None the less here is a purely subjective take on what acts worth a little of your time over the weekend. I’m always up for new musical discoveries especially at festivals so any recommendations would be greatly appreciated.
(There’s no stage times yet but I will fill them in when they are announced – go here for the day by day break down)
Laura Marling: (Crawdaddy Stage 19.15)
Laura Marling is one of the stalwarts of the burgeoning folk renaissance in Britain and with two albums under her belt beautiful, seductive and sultry folk has never sounded better. I saw her at Oxegen but the setting wasn’t suited to it with bigger stages drowning her out – looking forward to seeing her in more suitable surroundings at the picnic.
Mp3: Laura Marling – Devils Spoke
Johnny Flynn: (Body & Soul 19.10)
Friday is all about Folk and Marling’s mate Johnny Flynn is no slouch, a superb song writer whose ability to mold folks past with the here and now is unsurpassed by his contemporaries. He has two great albums under his belt, this year’s Been Listening and the masterful A Larum in particular means we should be in line for a memorable performance.
Foals: (Crawdaddy Stage 21.20)
While I haven’t really got the 2nd album vibe from the Oxford 5-piece I absolutely loved Antidotes with its post-punk, looping post-rock jarring guitars. I caught them live last time they played and didn’t disappoint – expecting to be won over on the new stuff by a redoubtable live show.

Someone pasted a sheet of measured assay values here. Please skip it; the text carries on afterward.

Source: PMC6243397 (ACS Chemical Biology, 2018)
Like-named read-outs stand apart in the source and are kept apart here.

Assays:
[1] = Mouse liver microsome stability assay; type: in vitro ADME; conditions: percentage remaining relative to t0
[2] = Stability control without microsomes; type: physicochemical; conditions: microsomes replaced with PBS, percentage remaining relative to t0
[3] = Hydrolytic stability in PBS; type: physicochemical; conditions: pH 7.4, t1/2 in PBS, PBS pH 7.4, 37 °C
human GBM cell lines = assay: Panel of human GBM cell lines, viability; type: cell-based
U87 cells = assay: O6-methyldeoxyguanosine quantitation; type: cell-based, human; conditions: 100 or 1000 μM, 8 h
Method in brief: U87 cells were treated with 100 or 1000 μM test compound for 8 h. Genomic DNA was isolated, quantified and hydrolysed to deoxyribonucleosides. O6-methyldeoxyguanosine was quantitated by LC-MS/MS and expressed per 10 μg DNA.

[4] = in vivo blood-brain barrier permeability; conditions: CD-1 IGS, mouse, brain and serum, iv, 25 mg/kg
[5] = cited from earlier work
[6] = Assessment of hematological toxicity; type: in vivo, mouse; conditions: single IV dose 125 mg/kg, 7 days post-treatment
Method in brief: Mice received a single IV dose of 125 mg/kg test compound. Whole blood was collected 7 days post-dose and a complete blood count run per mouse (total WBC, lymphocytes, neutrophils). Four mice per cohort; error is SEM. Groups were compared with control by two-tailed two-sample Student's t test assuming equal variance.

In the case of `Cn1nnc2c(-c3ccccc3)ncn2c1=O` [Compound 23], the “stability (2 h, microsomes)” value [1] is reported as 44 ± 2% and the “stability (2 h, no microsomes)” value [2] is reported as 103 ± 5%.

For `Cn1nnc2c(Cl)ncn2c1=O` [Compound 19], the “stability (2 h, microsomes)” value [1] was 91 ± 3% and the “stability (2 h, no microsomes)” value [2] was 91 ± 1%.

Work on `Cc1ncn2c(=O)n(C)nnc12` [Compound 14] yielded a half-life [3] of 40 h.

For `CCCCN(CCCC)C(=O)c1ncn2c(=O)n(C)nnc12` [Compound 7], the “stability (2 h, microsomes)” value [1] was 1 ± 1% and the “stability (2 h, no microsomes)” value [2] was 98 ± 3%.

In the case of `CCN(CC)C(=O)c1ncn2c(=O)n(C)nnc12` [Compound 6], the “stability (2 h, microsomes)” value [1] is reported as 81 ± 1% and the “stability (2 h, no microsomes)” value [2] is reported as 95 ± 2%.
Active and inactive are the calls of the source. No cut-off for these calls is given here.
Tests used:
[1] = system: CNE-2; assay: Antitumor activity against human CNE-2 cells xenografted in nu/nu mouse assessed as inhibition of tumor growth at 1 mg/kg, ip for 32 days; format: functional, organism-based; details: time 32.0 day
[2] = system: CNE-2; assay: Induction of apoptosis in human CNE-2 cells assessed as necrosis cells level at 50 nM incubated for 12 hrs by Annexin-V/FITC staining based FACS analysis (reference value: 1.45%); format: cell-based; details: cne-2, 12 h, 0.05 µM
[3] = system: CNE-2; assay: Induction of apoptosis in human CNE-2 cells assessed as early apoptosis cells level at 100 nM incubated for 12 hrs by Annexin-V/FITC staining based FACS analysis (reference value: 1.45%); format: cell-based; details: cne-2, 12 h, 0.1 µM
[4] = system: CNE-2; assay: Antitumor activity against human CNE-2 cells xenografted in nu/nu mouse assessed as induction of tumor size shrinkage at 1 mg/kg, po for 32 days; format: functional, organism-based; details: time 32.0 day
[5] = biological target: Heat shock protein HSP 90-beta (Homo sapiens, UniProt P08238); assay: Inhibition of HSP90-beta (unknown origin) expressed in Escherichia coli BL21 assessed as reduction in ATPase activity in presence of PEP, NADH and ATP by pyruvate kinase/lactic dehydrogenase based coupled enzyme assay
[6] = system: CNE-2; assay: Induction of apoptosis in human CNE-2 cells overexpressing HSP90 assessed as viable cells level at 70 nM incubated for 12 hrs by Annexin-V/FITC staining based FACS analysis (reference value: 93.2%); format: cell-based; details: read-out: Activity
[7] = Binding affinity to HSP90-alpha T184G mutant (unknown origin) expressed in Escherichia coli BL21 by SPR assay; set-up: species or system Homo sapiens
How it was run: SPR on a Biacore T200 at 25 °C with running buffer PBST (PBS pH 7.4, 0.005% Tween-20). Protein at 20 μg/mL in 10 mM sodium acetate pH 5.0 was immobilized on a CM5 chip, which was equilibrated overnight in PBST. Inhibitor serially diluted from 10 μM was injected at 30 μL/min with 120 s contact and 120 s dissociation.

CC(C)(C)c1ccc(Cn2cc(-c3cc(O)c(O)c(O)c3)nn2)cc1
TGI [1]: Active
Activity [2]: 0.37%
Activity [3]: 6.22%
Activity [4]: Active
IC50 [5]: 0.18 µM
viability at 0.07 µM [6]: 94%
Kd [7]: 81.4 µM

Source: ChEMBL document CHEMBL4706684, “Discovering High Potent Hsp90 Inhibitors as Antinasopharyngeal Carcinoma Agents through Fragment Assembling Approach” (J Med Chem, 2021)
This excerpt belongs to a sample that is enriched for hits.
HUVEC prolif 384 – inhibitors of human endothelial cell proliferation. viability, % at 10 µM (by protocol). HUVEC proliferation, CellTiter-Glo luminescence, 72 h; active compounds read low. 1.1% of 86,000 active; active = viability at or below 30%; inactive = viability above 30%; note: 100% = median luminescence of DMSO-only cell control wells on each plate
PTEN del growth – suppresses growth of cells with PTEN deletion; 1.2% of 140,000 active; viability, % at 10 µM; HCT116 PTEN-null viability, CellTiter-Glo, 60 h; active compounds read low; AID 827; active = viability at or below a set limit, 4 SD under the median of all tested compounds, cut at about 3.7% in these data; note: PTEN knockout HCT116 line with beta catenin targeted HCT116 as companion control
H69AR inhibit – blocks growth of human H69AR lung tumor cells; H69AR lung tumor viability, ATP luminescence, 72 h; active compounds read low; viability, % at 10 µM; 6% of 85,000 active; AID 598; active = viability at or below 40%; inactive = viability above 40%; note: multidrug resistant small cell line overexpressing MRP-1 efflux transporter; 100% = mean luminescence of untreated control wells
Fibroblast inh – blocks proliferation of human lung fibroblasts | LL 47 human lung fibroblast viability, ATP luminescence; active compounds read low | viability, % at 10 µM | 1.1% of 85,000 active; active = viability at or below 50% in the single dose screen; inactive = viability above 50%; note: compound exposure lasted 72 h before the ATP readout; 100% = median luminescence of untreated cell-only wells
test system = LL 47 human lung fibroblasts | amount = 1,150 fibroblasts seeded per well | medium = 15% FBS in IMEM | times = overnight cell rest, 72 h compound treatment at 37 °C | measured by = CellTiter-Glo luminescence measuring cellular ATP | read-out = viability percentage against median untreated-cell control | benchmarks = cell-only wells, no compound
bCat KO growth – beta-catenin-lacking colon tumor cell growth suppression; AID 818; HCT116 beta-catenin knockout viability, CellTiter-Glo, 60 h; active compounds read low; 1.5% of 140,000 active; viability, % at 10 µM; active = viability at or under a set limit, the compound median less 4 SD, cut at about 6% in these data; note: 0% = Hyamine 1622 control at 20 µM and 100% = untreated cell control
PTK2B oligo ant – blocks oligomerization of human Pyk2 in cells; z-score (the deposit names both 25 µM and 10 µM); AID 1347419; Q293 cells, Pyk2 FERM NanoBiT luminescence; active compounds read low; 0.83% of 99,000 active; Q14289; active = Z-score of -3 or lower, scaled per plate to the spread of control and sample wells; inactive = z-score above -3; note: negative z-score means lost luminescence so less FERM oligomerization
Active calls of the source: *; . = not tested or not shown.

Others: Duke Special (Cosby Stage 23.00), The Rubberbandits (The Little Big Tent 01.15).
It seems like an eternity since Friendly Fires released their debut album in 2008. They’ve done a 19 track Bugged Out! mix called Suck My Deck featuring 19 trackss, including a new one with a little help from Toronto house crew Azari & III called ‘Stay Here’. Have a listen to it below and the tracklisting is after the jump.
It’s out in September on Rough Trade.
They’re about to hit the road once more for and to celebrate they’ve released single ‘Seven Days (Off The Road)’ (irony eh?) as a free download single from their website.
The Last Tycoons play the Salty Dog Stage @ Electric Picnic Sunday 5th September.
Soulwax’s creepy and more than slightly disturbing full colour rework of Late Of The Pier’s ‘Best in the Class’ – lush electro beats and grooves.
The result of this coming together of two heavy weights? So far we have ‘Brain Bucket’ to sink our teeth into, a pretty outlandish synth straddling drum n bass tune from two parties on top of their game. It’s not clear yet whether there is more to come from this studio incursion but lets hope so.
If you haven’t already done so check out Noisia’s Split The Atom & Ed Rush & Optical’s Travel The Galaxy, two execellent albums.